by Philip Greenspun; created 2000
How can one justify a $10,000 lens that is too heavy to carry most places? (2018: $11,500 at Amazon for the updated version!)
I was driving through Fakahatchee Strand State Park, where Robert Hitchman of Photograph America said that he'd seen the extremely rare Florida Panther. A tawny animal crossed the road a few hundred meters in front of me, just as Hitchman had reported happening to him. I was prepared. My brand-new Canon 600/4 IS lens was in the back seat, attached to an EOS-3 body loaded up with ISO 400 color negative film. I plunked the lens's tripod foot down on top of the rental convertible's windshield frame and the Canon USM motor brought the panther into focus just as his black friend joined him.
Black friend? Panthers don't travel with friends, I thought. Some careful study through the viewfinder revealed that a pair of Golden Retriever-sized dogs, one tan and one black, companionably ambling back to their homestead, which had presumably been grandfathered into the preserve.
Anyway... even if I didn't get a picture of the rare Florida Panther, a 600 comes in handy for the following situations:
Historically, 600mm lenses have been useless except to those with excellent camera support technique.
By adding an image stabilizer (the "IS" in this lens's model number), Canon has brought the fun of 600mm photography to the lazy and unwashed. The image stabilizer consists of a set of accelerometers that measure actual camera shake. The movement of the camera/lens is compensated out by laterally shifting an internal optical lens element. All of the measurement and compensatory jiggling is accomplished elecronically, with power derived from the camera body battery.
With the image stabilizer engaged, you can pretty much stick the lens on any old tripod and get excellent results down to 1/125th of a second. When using this lens, I could see the image moving around in the viewfinder, even with the lens on a relatively heavy Bogen 3021 tripod with Arca Swiss B1 ballhead. Holding the shutter release halfway down for a second would visibly stabilize the image. Then "snap" and I'd have another keeper image. Using ISO 400 negative film further increased my image yield to the point where I scarcely lost any frames (out of 18 rolls) to camera shake.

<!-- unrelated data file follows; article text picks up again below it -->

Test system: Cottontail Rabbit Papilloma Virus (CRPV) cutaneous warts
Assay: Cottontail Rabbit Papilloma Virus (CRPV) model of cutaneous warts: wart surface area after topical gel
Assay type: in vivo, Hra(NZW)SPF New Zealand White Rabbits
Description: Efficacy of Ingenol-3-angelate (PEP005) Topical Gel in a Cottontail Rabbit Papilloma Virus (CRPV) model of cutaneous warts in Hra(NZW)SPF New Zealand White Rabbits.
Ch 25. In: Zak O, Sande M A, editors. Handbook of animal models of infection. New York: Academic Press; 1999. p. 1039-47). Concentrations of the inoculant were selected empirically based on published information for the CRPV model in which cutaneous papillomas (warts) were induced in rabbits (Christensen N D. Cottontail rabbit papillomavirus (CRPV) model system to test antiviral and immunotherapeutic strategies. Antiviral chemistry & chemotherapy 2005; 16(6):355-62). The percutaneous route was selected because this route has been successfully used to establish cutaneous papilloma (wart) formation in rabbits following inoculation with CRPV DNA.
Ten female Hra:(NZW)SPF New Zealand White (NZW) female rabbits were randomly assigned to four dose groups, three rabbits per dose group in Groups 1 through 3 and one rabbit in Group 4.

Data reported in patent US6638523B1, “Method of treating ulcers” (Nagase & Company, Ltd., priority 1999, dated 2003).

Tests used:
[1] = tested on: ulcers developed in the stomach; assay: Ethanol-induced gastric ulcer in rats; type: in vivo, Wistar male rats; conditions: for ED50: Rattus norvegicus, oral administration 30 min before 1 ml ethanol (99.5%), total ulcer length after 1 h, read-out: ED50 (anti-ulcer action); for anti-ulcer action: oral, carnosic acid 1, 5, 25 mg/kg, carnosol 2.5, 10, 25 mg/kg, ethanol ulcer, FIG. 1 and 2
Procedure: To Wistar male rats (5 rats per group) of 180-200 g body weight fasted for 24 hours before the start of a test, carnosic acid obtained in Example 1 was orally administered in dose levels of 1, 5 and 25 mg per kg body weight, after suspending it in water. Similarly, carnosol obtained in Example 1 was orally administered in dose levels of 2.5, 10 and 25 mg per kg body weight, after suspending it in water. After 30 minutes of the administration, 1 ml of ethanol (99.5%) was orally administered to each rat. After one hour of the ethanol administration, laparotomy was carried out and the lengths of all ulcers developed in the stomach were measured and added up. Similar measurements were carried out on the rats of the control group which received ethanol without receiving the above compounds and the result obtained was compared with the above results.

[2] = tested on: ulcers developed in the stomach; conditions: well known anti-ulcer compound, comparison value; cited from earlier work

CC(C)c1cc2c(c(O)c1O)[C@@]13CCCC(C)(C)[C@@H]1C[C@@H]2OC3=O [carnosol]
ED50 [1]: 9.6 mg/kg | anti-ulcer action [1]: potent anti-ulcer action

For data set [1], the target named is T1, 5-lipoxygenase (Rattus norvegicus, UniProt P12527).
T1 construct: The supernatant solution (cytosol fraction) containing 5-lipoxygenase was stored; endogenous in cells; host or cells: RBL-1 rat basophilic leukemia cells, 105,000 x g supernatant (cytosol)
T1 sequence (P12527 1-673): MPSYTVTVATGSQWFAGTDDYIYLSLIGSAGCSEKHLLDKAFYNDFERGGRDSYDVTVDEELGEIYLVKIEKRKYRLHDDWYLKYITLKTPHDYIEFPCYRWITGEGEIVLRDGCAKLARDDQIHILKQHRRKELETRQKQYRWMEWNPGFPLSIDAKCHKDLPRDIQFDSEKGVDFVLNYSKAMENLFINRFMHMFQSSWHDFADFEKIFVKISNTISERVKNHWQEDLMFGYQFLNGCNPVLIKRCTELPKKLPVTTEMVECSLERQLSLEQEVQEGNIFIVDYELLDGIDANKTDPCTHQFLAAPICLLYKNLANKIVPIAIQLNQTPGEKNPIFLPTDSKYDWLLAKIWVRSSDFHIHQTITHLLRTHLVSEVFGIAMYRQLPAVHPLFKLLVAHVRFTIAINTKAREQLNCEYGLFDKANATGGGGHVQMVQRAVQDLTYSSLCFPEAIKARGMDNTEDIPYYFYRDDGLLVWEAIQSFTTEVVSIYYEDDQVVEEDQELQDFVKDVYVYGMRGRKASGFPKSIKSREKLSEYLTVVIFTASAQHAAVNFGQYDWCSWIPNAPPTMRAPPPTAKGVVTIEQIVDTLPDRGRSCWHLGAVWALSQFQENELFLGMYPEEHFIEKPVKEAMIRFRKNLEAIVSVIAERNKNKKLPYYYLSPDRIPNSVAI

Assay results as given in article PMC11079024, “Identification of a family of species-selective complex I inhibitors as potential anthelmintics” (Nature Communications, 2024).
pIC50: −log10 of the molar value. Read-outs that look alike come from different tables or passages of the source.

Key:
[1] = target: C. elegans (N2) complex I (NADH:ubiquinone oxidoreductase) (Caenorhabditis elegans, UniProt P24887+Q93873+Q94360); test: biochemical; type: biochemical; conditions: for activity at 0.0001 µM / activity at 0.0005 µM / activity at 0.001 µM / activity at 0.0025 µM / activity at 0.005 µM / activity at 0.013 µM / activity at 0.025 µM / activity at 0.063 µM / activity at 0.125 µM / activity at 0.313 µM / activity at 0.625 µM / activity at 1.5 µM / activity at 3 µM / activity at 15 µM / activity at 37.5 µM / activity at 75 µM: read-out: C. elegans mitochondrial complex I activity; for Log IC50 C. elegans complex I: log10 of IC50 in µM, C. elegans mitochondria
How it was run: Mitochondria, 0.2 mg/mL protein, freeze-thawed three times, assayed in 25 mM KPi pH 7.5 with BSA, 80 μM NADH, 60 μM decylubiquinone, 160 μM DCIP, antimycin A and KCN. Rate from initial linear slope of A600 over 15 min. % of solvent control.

Canon includes a hard suitcase that holds the lens. The one thing that Canon didn't think of is that virtually all owners of this lens will attach a tripod coupling plate, e.g., Really Right Stuff Q/R, to the tripod foot. The fit in the case is slightly tight with an RRS plate attached. The lens itself may be carried by its tripod foot or with an included strap. To get the lens into the case, you have to reverse the metal hood. The lens comes with a leather condom of sorts that you can fit around the hood whether it is mounted pointing forward (for photography) or backward (for storage).
A 600mm lens doesn't give you too much depth of field. If you're lucky, you'll be able to expose at f/5.6. Notice how in this image the bird and a handful of plants are in focus.
|Construction:||17 elements in 13 groups, 1 Fluorite and 2 UD elements|
|Closest focusing:||5.5m (18 ft; magnification 0.12x)|
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